Psychodermatology is the treatment of skin disorders using psychological and psychiatric techniques. It is a controversial subspecialty of dermatology because it postulates that a variety of skin conditions can be healed by the mind.
Conditions and treatments
Frequently treated conditions are: psoriasis, eczema, hives, genital and oral herpes, acne, warts, skin allergies, pain, burning sensations, and hair loss. Psychodermatological treatment techniques include psychotherapy, meditation, relaxation, hypnosis, acupuncture, yoga, tai chi and anti-anxiety drugs.
In a 2013 paper published in the Clinics in Dermatology, the official journal of the International Academy of Cosmetic Dermatology, the facts and controversies of this topic were examined with the conclusion:
|“||Although clinical experience is often in concordance with this notion, apparently scientific proof can sometimes be challenging rather than straight forward. Although many data have been published, it appears that not enough good statistical evidence exists to support them. The difficulty in validating beyond a doubt the stress-skin interactions has rendered some skepticism among physicians.||”|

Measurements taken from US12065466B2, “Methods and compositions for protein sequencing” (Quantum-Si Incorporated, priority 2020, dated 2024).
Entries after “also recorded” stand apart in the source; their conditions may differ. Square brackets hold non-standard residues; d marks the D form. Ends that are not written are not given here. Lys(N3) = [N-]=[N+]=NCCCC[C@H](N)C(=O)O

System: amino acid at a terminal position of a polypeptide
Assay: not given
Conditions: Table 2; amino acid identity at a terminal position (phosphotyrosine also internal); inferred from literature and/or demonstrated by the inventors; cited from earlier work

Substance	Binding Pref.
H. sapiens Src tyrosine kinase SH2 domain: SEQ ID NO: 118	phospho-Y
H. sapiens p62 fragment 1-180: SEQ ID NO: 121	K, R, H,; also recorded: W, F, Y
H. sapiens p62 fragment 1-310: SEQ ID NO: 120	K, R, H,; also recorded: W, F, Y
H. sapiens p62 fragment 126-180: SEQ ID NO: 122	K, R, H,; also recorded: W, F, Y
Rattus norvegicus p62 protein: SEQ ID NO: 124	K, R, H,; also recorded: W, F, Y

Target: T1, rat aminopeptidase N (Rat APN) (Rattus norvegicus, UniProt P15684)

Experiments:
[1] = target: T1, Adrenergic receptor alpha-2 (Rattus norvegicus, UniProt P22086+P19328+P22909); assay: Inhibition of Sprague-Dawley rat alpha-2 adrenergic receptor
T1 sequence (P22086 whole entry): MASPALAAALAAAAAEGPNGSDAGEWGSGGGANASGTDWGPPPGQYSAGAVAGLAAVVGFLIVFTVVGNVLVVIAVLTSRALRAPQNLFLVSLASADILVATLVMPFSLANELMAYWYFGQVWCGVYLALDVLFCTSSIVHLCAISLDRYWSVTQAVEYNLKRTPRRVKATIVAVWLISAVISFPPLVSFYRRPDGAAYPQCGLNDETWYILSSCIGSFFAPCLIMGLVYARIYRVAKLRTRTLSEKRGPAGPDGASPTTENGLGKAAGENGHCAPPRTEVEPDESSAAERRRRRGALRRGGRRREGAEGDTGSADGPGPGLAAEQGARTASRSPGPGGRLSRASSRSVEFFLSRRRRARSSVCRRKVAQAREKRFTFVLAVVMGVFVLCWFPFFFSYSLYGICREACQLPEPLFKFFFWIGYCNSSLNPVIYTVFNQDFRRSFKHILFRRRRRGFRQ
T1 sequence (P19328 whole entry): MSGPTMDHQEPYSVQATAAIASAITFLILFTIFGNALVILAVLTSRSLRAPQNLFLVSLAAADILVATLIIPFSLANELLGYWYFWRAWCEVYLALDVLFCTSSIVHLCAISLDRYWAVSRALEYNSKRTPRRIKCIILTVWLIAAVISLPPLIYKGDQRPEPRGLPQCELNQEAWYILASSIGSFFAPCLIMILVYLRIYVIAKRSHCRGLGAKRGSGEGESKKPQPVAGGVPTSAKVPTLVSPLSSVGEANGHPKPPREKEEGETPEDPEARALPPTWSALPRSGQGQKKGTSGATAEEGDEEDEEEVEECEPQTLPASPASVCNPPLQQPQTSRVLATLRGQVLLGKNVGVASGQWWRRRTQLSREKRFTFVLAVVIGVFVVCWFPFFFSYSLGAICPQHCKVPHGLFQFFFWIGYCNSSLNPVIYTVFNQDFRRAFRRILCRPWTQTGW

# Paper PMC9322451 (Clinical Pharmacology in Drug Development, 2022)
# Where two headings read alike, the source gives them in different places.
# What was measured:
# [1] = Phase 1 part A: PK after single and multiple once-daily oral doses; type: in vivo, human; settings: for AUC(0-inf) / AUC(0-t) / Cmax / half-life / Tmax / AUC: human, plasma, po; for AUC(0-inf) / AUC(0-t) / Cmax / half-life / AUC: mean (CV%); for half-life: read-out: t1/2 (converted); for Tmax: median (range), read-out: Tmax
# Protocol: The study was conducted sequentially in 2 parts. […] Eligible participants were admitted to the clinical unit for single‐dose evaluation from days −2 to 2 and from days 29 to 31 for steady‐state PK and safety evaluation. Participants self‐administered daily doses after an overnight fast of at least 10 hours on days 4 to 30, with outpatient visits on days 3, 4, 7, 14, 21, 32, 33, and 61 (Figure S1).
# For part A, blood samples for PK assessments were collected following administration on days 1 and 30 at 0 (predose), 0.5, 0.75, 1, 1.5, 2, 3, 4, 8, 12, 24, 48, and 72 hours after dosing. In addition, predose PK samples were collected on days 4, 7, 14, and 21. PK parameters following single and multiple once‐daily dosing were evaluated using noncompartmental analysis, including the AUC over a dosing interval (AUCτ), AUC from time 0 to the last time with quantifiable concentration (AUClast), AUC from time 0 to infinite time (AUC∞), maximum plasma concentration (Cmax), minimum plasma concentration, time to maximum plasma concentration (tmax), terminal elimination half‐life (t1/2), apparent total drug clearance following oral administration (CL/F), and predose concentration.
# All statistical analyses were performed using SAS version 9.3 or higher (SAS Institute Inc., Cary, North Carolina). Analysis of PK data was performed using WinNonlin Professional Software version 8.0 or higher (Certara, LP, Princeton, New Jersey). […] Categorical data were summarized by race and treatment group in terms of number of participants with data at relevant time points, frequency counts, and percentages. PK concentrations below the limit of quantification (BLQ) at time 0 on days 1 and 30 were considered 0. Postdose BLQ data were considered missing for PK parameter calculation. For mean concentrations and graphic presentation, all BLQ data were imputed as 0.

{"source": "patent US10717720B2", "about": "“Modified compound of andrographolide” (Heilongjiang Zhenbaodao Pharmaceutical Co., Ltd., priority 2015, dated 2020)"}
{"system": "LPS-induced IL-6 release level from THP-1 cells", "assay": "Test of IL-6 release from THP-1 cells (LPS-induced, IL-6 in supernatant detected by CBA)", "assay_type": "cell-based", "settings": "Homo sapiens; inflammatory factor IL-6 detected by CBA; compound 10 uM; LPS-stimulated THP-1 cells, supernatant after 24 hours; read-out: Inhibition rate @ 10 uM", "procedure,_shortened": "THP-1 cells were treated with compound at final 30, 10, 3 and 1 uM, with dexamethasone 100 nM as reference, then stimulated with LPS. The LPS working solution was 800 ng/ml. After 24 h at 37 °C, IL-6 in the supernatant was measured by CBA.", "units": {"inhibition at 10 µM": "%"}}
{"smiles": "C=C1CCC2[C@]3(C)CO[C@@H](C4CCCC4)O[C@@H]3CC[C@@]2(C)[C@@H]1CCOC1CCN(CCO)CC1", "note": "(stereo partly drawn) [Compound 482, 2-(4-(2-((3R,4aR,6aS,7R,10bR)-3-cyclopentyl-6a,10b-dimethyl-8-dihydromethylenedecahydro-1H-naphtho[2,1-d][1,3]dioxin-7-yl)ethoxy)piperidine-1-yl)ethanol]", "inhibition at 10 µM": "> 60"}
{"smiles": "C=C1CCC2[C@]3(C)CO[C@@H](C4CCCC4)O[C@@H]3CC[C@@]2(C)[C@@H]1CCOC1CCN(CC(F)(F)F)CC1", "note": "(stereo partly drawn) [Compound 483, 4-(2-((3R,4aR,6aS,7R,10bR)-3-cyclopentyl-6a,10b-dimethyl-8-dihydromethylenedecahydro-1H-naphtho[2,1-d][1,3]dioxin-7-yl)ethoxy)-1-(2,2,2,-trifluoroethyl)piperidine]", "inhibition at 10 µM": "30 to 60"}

- SINGER, NATASHA. "SKIN DEEP; If You Think It, It Will Clear". query.nytimes.com. NYT. Retrieved 9 February 2017.
- Mohammad Jafferany, "Psychodermatology: A Guide to Understanding Common Psychocutaneous Disorders" Primary Care Companion to the Journal of Clinical Psychiatry. 2007; 9(3): 203–213. PMC 1911167 
- Sarah DeWeerdt "Psychodermatology: An emotional response" Nature 492, S62–S63 (20 December 2012) doi:10.1038/492S62a [http://www.nature.com/nature/journal/v492/n7429_supp/full/492S62a.html]
- Mapes, Diane (2007-02-12). "Does your skin need a shrink?". MSNBC. Retrieved 2013-08-03.
- Orion, Edith; Wolf, Ronni. "Psychological factors in skin diseases: Stress and skin: Facts and controversies.". Clinics in Dermatology, The official journal of the International Academy of Cosmetic Dermatology (IACD). Retrieved 9 February 2017.
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